Does Friedrichs notice that both authorities she quotes cite the instability of unmarried relationships and how difficult that makes kids’ lives? She doesn’t. Does she notice that the Fragile Families and Child Well-being data set provides a huge amount of information that backs up both women? Nope. Has she read McLanahan and Sandefur on the subject of “Growing Up With a Single Parent?” Of course not. What about Malin Bergstrom’s study of 150,000 kids in Sweden that concludes that the best family structure for kids is married parents living together, followed at a distance by cohabiting parents and single parents? She’s never heard of it.
So what is Friedrichs’ take on the science on single parenting?
This description sounds pretty familiar to me, as I’m sure it does to plenty of American families. But what I view as a rich and loving family system is simply disparaged here as a “complex web” without any nuance.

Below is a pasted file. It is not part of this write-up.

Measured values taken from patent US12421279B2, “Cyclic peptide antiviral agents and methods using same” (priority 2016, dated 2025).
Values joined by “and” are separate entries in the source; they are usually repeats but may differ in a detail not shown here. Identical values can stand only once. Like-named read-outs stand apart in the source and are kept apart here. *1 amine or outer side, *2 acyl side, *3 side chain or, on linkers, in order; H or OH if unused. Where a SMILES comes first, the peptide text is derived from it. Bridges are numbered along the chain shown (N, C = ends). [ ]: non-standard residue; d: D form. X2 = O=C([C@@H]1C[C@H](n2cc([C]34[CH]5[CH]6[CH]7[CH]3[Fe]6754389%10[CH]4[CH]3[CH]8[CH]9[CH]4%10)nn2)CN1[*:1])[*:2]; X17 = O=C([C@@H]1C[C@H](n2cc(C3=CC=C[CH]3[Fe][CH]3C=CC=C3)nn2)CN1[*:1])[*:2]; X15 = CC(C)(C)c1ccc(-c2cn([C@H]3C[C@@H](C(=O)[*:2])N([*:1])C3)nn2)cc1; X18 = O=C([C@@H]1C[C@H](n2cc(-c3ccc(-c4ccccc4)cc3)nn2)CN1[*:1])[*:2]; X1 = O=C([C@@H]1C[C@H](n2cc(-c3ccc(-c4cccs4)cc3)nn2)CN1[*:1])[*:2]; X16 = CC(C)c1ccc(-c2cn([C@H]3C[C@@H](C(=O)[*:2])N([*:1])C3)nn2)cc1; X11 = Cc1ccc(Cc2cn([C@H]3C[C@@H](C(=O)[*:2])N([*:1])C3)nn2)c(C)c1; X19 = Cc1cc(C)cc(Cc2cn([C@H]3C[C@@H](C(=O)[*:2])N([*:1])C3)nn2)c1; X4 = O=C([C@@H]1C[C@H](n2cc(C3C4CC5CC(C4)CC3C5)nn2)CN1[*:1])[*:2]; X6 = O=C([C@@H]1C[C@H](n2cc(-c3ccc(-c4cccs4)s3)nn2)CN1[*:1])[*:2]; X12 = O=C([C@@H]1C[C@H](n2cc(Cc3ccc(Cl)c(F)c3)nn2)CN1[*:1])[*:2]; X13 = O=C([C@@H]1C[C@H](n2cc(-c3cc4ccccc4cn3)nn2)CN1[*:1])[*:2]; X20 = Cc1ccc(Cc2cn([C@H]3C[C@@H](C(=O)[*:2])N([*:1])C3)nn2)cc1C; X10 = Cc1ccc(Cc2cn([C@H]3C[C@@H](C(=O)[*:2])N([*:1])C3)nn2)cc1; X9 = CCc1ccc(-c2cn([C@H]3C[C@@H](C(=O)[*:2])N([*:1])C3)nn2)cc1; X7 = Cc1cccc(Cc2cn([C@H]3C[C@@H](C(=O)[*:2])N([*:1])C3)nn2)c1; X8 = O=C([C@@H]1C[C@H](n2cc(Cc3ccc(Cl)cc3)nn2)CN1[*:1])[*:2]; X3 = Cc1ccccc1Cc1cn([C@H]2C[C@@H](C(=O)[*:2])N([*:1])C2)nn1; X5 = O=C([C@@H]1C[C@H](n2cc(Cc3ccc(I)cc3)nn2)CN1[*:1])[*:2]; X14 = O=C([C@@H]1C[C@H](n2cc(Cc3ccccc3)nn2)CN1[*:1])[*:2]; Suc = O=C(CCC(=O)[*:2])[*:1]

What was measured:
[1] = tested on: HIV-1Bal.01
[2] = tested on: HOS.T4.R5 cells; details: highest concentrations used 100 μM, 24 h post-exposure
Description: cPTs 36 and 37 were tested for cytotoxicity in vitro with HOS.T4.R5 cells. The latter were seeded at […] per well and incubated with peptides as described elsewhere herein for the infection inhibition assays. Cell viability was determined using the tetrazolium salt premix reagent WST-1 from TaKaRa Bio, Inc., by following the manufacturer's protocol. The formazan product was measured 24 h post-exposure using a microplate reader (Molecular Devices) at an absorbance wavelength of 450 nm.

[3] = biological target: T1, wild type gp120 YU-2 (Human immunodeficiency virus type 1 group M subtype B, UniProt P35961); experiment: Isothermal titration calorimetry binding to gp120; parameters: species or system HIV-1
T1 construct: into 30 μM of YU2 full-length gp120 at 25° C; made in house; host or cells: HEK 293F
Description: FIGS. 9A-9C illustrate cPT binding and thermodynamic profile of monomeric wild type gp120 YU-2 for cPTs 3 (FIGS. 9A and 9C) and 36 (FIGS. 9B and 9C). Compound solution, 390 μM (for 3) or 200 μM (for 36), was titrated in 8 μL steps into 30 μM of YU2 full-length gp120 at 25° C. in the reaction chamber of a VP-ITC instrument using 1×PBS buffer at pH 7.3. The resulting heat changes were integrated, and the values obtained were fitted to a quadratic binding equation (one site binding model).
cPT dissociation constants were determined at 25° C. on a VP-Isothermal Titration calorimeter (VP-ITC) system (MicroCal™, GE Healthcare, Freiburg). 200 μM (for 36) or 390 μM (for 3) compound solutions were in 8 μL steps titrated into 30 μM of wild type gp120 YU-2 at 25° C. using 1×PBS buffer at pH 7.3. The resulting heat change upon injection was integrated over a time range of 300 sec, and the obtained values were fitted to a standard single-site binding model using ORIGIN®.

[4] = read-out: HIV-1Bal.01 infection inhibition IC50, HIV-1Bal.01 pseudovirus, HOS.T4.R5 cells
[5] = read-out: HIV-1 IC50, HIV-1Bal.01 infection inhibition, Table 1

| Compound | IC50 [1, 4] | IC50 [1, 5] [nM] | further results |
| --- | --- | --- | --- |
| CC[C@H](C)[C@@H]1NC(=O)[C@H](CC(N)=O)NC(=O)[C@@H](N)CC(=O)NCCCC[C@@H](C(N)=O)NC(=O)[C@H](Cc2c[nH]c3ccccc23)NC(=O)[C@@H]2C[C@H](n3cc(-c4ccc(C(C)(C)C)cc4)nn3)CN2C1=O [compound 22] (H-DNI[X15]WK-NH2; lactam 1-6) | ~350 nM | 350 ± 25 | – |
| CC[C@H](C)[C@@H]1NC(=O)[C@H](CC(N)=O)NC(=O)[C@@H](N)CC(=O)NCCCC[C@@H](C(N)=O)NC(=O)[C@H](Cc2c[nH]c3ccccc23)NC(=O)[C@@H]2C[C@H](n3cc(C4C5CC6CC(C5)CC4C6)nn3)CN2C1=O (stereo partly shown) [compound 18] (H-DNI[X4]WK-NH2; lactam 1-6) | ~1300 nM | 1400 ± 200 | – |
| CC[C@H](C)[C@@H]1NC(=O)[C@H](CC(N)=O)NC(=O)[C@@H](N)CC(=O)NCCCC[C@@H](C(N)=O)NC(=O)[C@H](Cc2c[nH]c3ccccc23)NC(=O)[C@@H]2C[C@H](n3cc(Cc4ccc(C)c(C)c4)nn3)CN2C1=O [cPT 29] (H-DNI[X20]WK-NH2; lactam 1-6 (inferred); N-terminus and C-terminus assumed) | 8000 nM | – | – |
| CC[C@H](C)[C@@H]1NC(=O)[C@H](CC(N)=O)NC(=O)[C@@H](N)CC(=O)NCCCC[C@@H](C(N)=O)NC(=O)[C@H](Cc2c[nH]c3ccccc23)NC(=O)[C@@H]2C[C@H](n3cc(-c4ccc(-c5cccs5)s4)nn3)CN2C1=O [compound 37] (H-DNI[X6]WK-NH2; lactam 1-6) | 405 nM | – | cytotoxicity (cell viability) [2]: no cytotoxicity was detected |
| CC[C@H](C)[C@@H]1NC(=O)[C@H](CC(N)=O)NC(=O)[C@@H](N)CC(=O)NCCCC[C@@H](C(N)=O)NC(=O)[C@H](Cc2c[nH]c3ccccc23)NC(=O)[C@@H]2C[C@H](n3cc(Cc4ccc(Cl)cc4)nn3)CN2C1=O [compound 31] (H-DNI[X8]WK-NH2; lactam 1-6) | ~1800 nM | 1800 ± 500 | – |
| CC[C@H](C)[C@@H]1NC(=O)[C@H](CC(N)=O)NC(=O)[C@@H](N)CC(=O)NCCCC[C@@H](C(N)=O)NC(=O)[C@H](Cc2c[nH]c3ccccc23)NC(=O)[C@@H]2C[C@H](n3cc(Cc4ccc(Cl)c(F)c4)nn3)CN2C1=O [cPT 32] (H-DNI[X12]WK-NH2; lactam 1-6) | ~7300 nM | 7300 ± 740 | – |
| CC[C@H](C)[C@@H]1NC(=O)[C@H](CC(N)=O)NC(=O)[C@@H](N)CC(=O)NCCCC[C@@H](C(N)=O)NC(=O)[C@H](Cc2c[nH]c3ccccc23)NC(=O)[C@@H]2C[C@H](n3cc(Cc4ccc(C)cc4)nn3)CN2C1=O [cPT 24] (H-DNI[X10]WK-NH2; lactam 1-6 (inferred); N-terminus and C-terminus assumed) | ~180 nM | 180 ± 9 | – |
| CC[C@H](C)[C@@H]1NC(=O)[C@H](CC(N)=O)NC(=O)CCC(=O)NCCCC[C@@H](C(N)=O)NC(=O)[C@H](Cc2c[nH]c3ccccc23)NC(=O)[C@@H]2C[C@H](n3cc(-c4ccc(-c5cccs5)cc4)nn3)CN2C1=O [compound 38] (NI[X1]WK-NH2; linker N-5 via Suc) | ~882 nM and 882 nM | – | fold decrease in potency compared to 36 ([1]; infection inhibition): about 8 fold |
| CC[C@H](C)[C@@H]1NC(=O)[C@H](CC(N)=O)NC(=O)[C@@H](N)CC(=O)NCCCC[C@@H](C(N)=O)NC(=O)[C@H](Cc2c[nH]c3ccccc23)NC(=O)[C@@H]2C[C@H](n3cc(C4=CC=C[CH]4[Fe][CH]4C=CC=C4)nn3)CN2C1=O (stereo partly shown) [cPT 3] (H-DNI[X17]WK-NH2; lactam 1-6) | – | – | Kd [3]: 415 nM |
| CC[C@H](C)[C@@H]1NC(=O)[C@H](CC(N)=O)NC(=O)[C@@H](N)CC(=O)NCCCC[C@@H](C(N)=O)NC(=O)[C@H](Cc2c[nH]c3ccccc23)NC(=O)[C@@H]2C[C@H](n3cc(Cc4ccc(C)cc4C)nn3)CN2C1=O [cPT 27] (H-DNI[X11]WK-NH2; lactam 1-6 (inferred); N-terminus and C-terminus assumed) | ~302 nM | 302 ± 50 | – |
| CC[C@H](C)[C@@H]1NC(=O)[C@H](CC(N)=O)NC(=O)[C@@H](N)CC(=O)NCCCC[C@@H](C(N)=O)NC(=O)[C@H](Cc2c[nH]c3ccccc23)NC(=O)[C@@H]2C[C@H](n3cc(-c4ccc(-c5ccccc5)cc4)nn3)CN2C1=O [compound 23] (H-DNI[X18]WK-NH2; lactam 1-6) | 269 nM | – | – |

Let’s see. This is the same writer who, just three paragraphs earlier criticized Waldfogel for not offering any proof for her assertions. What does Friedrich give her readers? Her “view” that a family structure that has been demonstrated time and again to promote a range of bad outcomes for children is actually “a rich and loving” one. It may be, but that doesn’t alter the fact that kids do best with two married parents. Remarkably, Friedrichs doesn’t deny the fact, she just doesn’t like it.
Even a casual glance at what Friedrichs considers a rich and living environment for kids reveals that it’s not. Over 72% of African-American children are born to single mothers. Unsurprisingly (to anyone but Friedrichs), it is that very community that has the highest rates of crime, high school dropouts, drug and alcohol abuse and the lowest rates of employment. It’s hard to conclude anything but that Friedrichs thinks that’s just grand and we should all want more of it. Sensible people with a less anti-social agenda know better.